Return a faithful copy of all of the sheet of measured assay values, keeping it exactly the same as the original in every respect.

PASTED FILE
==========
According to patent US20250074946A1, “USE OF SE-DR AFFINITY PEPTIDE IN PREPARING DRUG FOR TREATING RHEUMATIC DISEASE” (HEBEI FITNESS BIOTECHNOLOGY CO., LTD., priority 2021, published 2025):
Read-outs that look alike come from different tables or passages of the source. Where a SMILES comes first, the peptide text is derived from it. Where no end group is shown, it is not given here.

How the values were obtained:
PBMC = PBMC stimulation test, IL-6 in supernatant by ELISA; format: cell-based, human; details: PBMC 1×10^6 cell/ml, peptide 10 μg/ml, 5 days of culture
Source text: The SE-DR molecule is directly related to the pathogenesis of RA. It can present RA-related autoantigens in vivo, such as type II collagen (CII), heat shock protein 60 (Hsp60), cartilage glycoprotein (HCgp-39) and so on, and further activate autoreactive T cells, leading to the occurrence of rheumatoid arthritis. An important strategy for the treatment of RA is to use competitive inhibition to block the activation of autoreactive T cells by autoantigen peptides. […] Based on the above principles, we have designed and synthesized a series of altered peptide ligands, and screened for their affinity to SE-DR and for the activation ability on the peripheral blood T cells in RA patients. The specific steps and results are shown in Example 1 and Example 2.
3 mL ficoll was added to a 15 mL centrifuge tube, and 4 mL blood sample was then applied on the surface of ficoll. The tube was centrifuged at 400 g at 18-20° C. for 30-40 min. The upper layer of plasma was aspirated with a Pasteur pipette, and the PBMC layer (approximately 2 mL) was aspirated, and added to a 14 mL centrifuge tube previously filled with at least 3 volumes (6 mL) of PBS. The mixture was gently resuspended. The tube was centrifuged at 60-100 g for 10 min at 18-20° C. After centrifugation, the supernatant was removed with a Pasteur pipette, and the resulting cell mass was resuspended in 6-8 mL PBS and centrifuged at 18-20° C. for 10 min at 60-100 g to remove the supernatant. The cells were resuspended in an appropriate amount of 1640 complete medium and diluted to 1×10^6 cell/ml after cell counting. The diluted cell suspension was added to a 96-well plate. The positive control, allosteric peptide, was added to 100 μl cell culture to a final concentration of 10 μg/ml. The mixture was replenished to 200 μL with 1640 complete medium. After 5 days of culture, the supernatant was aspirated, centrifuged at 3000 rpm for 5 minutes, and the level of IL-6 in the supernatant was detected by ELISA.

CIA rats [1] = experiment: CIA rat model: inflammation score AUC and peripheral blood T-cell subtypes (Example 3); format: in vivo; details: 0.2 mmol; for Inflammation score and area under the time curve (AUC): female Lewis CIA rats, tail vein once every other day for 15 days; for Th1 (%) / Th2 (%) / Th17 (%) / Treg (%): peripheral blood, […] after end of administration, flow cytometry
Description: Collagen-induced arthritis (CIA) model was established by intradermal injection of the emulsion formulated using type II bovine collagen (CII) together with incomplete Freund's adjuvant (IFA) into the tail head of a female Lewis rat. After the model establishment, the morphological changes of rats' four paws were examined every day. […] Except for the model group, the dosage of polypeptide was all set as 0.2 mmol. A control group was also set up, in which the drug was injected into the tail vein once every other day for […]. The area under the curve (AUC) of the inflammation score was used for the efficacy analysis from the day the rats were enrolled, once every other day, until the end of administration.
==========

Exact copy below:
According to patent US20250074946A1, “USE OF SE-DR AFFINITY PEPTIDE IN PREPARING DRUG FOR TREATING RHEUMATIC DISEASE” (HEBEI FITNESS BIOTECHNOLOGY CO., LTD., priority 2021, published 2025):
Read-outs that look alike come from different tables or passages of the source. Where a SMILES comes first, the peptide text is derived from it. Where no end group is shown, it is not given here.

How the values were obtained:
PBMC = PBMC stimulation test, IL-6 in supernatant by ELISA; format: cell-based, human; details: PBMC 1×10^6 cell/ml, peptide 10 μg/ml, 5 days of culture
Source text: The SE-DR molecule is directly related to the pathogenesis of RA. It can present RA-related autoantigens in vivo, such as type II collagen (CII), heat shock protein 60 (Hsp60), cartilage glycoprotein (HCgp-39) and so on, and further activate autoreactive T cells, leading to the occurrence of rheumatoid arthritis. An important strategy for the treatment of RA is to use competitive inhibition to block the activation of autoreactive T cells by autoantigen peptides. […] Based on the above principles, we have designed and synthesized a series of altered peptide ligands, and screened for their affinity to SE-DR and for the activation ability on the peripheral blood T cells in RA patients. The specific steps and results are shown in Example 1 and Example 2.
3 mL ficoll was added to a 15 mL centrifuge tube, and 4 mL blood sample was then applied on the surface of ficoll. The tube was centrifuged at 400 g at 18-20° C. for 30-40 min. The upper layer of plasma was aspirated with a Pasteur pipette, and the PBMC layer (approximately 2 mL) was aspirated, and added to a 14 mL centrifuge tube previously filled with at least 3 volumes (6 mL) of PBS. The mixture was gently resuspended. The tube was centrifuged at 60-100 g for 10 min at 18-20° C. After centrifugation, the supernatant was removed with a Pasteur pipette, and the resulting cell mass was resuspended in 6-8 mL PBS and centrifuged at 18-20° C. for 10 min at 60-100 g to remove the supernatant. The cells were resuspended in an appropriate amount of 1640 complete medium and diluted to 1×10^6 cell/ml after cell counting. The diluted cell suspension was added to a 96-well plate. The positive control, allosteric peptide, was added to 100 μl cell culture to a final concentration of 10 μg/ml. The mixture was replenished to 200 μL with 1640 complete medium. After 5 days of culture, the supernatant was aspirated, centrifuged at 3000 rpm for 5 minutes, and the level of IL-6 in the supernatant was detected by ELISA.

CIA rats [1] = experiment: CIA rat model: inflammation score AUC and peripheral blood T-cell subtypes (Example 3); format: in vivo; details: 0.2 mmol; for Inflammation score and area under the time curve (AUC): female Lewis CIA rats, tail vein once every other day for 15 days; for Th1 (%) / Th2 (%) / Th17 (%) / Treg (%): peripheral blood, […] after end of administration, flow cytometry
Description: Collagen-induced arthritis (CIA) model was established by intradermal injection of the emulsion formulated using type II bovine collagen (CII) together with incomplete Freund's adjuvant (IFA) into the tail head of a female Lewis rat. After the model establishment, the morphological changes of rats' four paws were examined every day. […] Except for the model group, the dosage of polypeptide was all set as 0.2 mmol. A control group was also set up, in which the drug was injected into the tail vein once every other day for […]. The area under the curve (AUC) of the inflammation score was used for the efficacy analysis from the day the rats were enrolled, once every other day, until the end of administration.